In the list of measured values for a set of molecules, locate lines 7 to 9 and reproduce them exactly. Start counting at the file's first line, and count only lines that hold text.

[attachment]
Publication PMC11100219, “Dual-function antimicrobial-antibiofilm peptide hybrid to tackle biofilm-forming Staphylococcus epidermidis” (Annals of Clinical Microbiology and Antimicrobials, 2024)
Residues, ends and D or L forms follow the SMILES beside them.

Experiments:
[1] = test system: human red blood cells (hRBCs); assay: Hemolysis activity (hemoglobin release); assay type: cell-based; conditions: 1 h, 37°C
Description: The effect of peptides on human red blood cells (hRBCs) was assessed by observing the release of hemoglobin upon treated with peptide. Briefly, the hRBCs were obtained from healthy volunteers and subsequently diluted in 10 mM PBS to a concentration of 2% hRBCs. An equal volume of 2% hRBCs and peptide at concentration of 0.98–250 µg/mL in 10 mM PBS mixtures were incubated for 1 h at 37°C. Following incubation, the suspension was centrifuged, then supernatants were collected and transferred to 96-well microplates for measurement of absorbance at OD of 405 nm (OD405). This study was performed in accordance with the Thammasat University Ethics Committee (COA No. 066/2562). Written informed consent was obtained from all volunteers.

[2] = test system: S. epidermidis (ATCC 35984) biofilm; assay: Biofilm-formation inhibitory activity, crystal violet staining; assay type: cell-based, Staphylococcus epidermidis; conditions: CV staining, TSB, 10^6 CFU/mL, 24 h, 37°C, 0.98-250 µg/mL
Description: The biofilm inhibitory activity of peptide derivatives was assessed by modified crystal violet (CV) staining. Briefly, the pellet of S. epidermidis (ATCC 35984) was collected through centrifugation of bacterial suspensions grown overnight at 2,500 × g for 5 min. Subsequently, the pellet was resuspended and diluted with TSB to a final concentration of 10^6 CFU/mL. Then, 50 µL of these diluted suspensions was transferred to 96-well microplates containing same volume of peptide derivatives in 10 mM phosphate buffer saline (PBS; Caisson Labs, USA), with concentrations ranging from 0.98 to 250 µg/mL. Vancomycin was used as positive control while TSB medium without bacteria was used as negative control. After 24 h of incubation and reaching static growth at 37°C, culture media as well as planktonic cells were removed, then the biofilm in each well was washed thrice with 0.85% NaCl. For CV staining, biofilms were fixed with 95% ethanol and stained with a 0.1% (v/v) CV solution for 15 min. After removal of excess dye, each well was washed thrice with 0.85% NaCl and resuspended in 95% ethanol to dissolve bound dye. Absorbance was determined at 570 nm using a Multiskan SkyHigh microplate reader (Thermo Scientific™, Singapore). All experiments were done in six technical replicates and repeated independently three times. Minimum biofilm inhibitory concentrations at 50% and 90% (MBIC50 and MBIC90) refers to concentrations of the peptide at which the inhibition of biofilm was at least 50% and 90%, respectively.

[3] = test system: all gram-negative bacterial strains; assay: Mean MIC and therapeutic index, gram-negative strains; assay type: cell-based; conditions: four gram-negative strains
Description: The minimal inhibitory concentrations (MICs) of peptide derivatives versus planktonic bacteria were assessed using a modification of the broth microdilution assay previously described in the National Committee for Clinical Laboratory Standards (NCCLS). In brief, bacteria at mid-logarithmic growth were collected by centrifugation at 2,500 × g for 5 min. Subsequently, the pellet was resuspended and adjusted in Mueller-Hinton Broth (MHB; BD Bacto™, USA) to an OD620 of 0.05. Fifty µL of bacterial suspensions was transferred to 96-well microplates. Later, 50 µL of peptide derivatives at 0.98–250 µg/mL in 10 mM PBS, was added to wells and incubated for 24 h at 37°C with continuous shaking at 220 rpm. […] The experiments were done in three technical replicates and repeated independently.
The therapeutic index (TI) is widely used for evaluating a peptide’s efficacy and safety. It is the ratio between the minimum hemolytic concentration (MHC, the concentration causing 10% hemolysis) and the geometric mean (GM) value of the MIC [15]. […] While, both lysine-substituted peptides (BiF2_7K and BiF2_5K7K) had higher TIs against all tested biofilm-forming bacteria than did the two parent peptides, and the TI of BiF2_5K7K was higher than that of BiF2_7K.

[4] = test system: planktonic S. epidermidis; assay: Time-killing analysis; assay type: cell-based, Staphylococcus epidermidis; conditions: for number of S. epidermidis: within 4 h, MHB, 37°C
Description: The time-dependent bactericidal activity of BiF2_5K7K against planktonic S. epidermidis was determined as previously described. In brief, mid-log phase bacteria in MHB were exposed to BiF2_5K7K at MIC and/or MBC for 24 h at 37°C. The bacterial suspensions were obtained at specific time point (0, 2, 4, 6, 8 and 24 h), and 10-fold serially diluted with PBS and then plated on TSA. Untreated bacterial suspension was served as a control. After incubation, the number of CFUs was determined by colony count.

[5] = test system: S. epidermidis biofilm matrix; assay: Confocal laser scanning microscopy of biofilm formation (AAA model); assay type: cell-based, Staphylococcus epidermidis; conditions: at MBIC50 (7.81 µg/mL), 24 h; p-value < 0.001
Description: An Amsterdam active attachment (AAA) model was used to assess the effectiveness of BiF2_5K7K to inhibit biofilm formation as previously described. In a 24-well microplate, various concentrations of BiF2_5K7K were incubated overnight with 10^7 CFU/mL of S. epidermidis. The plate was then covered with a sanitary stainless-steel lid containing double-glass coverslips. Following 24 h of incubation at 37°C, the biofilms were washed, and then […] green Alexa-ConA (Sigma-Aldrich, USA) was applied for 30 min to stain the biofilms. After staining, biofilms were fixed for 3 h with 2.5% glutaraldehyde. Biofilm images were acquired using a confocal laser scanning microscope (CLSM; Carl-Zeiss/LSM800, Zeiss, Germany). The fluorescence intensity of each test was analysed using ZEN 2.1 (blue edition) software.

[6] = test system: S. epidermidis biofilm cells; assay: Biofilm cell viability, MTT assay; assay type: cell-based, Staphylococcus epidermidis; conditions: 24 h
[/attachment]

Description: The biofilm inhibitory activity of peptide derivatives was assessed by modified crystal violet (CV) staining. Briefly, the pellet of S. epidermidis (ATCC 35984) was collected through centrifugation of bacterial suspensions grown overnight at 2,500 × g for 5 min. Subsequently, the pellet was resuspended and diluted with TSB to a final concentration of 10^6 CFU/mL. Then, 50 µL of these diluted suspensions was transferred to 96-well microplates containing same volume of peptide derivatives in 10 mM phosphate buffer saline (PBS; Caisson Labs, USA), with concentrations ranging from 0.98 to 250 µg/mL. Vancomycin was used as positive control while TSB medium without bacteria was used as negative control. After 24 h of incubation and reaching static growth at 37°C, culture media as well as planktonic cells were removed, then the biofilm in each well was washed thrice with 0.85% NaCl. For CV staining, biofilms were fixed with 95% ethanol and stained with a 0.1% (v/v) CV solution for 15 min. After removal of excess dye, each well was washed thrice with 0.85% NaCl and resuspended in 95% ethanol to dissolve bound dye. Absorbance was determined at 570 nm using a Multiskan SkyHigh microplate reader (Thermo Scientific™, Singapore). All experiments were done in six technical replicates and repeated independently three times. Minimum biofilm inhibitory concentrations at 50% and 90% (MBIC50 and MBIC90) refers to concentrations of the peptide at which the inhibition of biofilm was at least 50% and 90%, respectively.

[3] = test system: all gram-negative bacterial strains; assay: Mean MIC and therapeutic index, gram-negative strains; assay type: cell-based; conditions: four gram-negative strains
Description: The minimal inhibitory concentrations (MICs) of peptide derivatives versus planktonic bacteria were assessed using a modification of the broth microdilution assay previously described in the National Committee for Clinical Laboratory Standards (NCCLS). In brief, bacteria at mid-logarithmic growth were collected by centrifugation at 2,500 × g for 5 min. Subsequently, the pellet was resuspended and adjusted in Mueller-Hinton Broth (MHB; BD Bacto™, USA) to an OD620 of 0.05. Fifty µL of bacterial suspensions was transferred to 96-well microplates. Later, 50 µL of peptide derivatives at 0.98–250 µg/mL in 10 mM PBS, was added to wells and incubated for 24 h at 37°C with continuous shaking at 220 rpm. […] The experiments were done in three technical replicates and repeated independently.